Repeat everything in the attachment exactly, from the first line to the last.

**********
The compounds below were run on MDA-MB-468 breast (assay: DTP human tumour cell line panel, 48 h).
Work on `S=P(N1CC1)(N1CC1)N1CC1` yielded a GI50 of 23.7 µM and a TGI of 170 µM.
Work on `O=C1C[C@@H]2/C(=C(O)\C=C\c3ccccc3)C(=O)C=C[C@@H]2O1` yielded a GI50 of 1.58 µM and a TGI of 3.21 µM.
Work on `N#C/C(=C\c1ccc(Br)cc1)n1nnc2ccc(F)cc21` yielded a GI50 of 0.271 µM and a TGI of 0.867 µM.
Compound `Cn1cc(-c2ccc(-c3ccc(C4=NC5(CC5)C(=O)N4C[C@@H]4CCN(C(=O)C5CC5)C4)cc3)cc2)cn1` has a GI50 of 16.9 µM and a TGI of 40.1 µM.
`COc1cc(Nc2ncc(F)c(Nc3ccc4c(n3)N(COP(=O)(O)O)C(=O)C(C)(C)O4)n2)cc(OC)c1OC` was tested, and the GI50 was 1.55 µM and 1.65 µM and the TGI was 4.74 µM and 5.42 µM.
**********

The compounds below were run on MDA-MB-468 breast (assay: DTP human tumour cell line panel, 48 h).
Work on `S=P(N1CC1)(N1CC1)N1CC1` yielded a GI50 of 23.7 µM and a TGI of 170 µM.
Work on `O=C1C[C@@H]2/C(=C(O)\C=C\c3ccccc3)C(=O)C=C[C@@H]2O1` yielded a GI50 of 1.58 µM and a TGI of 3.21 µM.
Work on `N#C/C(=C\c1ccc(Br)cc1)n1nnc2ccc(F)cc21` yielded a GI50 of 0.271 µM and a TGI of 0.867 µM.
Compound `Cn1cc(-c2ccc(-c3ccc(C4=NC5(CC5)C(=O)N4C[C@@H]4CCN(C(=O)C5CC5)C4)cc3)cc2)cn1` has a GI50 of 16.9 µM and a TGI of 40.1 µM.
`COc1cc(Nc2ncc(F)c(Nc3ccc4c(n3)N(COP(=O)(O)O)C(=O)C(C)(C)O4)n2)cc(OC)c1OC` was tested, and the GI50 was 1.55 µM and 1.65 µM and the TGI was 4.74 µM and 5.42 µM.